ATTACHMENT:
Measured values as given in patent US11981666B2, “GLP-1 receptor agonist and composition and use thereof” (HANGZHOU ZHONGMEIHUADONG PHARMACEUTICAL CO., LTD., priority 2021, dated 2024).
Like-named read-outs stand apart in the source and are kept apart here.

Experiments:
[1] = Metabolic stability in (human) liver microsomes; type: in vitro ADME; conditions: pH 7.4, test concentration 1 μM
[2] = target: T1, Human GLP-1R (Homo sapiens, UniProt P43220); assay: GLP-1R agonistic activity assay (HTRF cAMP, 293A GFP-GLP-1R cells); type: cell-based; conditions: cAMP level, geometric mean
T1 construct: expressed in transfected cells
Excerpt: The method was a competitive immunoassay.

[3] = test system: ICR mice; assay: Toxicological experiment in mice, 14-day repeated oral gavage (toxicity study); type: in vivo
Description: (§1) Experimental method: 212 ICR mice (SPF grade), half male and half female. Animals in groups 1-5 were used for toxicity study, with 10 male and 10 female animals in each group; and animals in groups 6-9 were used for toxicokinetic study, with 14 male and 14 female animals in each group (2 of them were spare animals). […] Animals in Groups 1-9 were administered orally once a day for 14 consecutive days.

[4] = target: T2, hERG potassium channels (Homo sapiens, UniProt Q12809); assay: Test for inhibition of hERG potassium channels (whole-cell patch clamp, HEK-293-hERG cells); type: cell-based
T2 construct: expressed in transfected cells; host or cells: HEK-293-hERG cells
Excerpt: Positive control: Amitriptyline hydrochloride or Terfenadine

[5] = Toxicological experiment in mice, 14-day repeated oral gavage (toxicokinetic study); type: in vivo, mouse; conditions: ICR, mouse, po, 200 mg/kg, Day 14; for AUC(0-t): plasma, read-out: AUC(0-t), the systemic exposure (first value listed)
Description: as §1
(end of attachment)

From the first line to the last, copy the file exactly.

Measured values as given in patent US11981666B2, “GLP-1 receptor agonist and composition and use thereof” (HANGZHOU ZHONGMEIHUADONG PHARMACEUTICAL CO., LTD., priority 2021, dated 2024).
Like-named read-outs stand apart in the source and are kept apart here.

Experiments:
[1] = Metabolic stability in (human) liver microsomes; type: in vitro ADME; conditions: pH 7.4, test concentration 1 μM
[2] = target: T1, Human GLP-1R (Homo sapiens, UniProt P43220); assay: GLP-1R agonistic activity assay (HTRF cAMP, 293A GFP-GLP-1R cells); type: cell-based; conditions: cAMP level, geometric mean
T1 construct: expressed in transfected cells
Excerpt: The method was a competitive immunoassay.

[3] = test system: ICR mice; assay: Toxicological experiment in mice, 14-day repeated oral gavage (toxicity study); type: in vivo
Description: (§1) Experimental method: 212 ICR mice (SPF grade), half male and half female. Animals in groups 1-5 were used for toxicity study, with 10 male and 10 female animals in each group; and animals in groups 6-9 were used for toxicokinetic study, with 14 male and 14 female animals in each group (2 of them were spare animals). […] Animals in Groups 1-9 were administered orally once a day for 14 consecutive days.

[4] = target: T2, hERG potassium channels (Homo sapiens, UniProt Q12809); assay: Test for inhibition of hERG potassium channels (whole-cell patch clamp, HEK-293-hERG cells); type: cell-based
T2 construct: expressed in transfected cells; host or cells: HEK-293-hERG cells
Excerpt: Positive control: Amitriptyline hydrochloride or Terfenadine

[5] = Toxicological experiment in mice, 14-day repeated oral gavage (toxicokinetic study); type: in vivo, mouse; conditions: ICR, mouse, po, 200 mg/kg, Day 14; for AUC(0-t): plasma, read-out: AUC(0-t), the systemic exposure (first value listed)
Description: as §1